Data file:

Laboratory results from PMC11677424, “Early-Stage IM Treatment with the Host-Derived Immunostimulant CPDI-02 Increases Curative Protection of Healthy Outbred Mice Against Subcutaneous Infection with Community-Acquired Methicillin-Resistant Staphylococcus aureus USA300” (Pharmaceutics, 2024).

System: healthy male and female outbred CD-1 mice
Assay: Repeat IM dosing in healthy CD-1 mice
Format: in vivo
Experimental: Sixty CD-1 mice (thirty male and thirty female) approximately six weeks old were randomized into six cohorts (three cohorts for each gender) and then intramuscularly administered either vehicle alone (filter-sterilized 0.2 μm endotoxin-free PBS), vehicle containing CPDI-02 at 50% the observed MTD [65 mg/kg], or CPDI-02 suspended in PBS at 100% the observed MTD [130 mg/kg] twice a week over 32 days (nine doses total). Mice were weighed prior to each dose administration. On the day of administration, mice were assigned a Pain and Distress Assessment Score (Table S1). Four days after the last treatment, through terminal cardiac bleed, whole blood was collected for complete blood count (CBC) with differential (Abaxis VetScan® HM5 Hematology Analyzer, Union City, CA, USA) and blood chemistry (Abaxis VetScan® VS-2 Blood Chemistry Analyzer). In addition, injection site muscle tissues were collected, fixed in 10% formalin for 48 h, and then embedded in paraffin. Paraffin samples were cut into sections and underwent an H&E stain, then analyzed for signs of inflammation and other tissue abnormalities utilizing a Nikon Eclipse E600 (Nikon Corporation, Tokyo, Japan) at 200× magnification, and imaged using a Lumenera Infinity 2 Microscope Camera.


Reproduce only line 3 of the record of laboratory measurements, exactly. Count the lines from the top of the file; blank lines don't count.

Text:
Assay: Repeat IM dosing in healthy CD-1 mice